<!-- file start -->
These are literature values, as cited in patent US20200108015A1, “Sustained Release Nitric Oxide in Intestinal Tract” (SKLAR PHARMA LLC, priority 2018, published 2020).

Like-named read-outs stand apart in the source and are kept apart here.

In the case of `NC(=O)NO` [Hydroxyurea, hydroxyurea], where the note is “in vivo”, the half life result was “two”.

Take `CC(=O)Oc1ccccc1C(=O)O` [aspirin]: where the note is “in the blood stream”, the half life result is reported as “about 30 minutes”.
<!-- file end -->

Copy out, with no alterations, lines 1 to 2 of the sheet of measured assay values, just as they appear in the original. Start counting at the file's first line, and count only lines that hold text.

These are literature values, as cited in patent US20200108015A1, “Sustained Release Nitric Oxide in Intestinal Tract” (SKLAR PHARMA LLC, priority 2018, published 2020).

Like-named read-outs stand apart in the source and are kept apart here.